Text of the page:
The plot is largely the same: a dissatisfied wife meddles with the lives of her academic husband and his colleague, a former flame, with tragic consequences.
But instead of a newlywed 20-something, the 2019 Hedda is reimagined as a middle-aged woman estranged from her daughter who set aside her career aspirations for her husband’s – and now, she does not know why. Haydn Gwynne is the titular character, and the Tony Award nominee does a wonderful job at realising the complexity of Hedda.
She is funny and sad, jealous and apathetic, kind and cruel, angry and desperate – but always charismatic; I found it difficult to take my eyes off her.
One of the main changes of this adaptation was turning Thea from a former classmate to Hedda’s daughter, which made the cruelties inflicted on her by Hedda even more intense.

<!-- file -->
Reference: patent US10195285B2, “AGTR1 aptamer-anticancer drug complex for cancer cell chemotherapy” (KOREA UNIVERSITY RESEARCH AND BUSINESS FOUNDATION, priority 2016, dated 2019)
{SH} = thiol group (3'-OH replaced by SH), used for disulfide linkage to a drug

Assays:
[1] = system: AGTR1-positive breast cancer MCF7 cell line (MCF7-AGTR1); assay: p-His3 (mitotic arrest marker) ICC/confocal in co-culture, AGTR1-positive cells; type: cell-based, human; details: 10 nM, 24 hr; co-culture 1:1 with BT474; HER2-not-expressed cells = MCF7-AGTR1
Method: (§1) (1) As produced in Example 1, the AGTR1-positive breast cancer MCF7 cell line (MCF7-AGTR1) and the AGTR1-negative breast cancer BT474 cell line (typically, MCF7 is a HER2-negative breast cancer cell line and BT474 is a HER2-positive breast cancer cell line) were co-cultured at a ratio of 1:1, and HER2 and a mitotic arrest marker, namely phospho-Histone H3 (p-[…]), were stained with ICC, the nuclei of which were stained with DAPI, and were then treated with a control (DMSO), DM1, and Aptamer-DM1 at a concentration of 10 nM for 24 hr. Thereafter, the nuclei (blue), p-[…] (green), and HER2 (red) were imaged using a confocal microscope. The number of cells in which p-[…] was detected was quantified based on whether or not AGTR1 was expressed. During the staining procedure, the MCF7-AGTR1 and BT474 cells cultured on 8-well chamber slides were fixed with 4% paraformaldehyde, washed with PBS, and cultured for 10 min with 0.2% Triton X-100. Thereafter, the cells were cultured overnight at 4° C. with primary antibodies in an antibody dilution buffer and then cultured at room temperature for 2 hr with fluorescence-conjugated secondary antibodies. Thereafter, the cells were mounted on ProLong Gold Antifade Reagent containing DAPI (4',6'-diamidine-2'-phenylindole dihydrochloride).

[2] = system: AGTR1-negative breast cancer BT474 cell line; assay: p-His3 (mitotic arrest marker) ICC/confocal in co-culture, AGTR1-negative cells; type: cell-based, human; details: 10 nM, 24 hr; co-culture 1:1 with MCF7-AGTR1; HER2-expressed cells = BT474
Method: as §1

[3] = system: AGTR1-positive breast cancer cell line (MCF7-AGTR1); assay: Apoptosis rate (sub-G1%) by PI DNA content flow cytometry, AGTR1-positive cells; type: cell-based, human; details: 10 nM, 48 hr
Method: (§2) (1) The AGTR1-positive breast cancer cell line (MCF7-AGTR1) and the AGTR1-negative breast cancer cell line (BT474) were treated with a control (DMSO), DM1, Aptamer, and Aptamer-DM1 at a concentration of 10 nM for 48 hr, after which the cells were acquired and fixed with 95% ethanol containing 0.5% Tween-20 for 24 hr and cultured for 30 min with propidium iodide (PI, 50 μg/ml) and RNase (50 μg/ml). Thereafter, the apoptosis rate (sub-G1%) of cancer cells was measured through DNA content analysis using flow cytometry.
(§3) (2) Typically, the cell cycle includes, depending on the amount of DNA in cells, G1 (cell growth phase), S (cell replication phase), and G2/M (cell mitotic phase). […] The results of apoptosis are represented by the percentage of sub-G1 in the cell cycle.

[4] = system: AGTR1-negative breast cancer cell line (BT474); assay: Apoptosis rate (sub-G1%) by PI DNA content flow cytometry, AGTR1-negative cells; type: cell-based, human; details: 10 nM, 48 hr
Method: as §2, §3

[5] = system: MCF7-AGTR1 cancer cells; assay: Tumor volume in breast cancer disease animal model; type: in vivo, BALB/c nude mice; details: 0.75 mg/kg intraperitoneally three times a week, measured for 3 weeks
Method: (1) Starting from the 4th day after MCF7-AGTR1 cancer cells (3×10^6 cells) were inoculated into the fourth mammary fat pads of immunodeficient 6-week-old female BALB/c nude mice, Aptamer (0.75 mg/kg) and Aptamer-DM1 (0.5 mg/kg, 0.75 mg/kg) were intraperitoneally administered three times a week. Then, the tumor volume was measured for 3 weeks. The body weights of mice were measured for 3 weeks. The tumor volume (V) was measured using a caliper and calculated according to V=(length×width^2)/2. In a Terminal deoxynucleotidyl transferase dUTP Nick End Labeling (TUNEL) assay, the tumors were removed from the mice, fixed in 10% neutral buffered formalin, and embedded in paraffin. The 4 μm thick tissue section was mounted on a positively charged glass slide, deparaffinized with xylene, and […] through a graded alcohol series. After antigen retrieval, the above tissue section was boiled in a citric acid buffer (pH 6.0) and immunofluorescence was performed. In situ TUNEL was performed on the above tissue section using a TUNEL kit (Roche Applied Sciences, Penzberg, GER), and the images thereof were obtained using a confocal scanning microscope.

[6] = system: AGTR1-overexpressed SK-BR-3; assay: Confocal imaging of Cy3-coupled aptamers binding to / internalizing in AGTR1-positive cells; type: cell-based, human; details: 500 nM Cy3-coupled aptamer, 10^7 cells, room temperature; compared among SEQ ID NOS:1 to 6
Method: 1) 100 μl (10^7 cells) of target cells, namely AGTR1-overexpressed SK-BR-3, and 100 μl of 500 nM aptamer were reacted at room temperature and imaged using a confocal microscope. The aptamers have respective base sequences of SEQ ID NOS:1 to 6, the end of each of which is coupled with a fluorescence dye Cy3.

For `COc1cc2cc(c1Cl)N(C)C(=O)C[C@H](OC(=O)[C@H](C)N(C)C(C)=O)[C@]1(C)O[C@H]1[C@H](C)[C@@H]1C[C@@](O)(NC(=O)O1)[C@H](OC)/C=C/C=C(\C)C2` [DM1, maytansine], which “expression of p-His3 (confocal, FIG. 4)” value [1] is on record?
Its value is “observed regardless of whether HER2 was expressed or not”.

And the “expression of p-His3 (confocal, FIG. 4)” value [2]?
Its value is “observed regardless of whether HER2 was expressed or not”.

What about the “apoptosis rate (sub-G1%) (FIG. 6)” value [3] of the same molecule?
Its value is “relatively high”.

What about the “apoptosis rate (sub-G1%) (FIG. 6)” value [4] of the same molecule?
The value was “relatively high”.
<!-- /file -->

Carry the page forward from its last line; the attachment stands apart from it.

However, I found this version of Thea to be slightly too obnoxious to feel sympathy for.
For all its dark and shocking moments, it is also a surprisingly funny play; the interactions between a passive-aggressive Hedda and her overbearing aunt-in-law Julie, played by Jacqueline Clarke, were particularly enjoyable; as was the odd well-placed and unexpected c-word from the protagonist.
Live music is also used to great effect. An omnipresent pianist haunts the action, a ghost of what could have been for Hedda had she pursued her musical talent.
For all the artistic licence she uses, writer Cordelia Lynn replicates the essence of the original play’s ending. And in a setting almost 130 years in the future, it works just as well.
Hedda’s actions and motivations have captivated audiences for over a century – and this production looks set to continue that trend.Until September 28.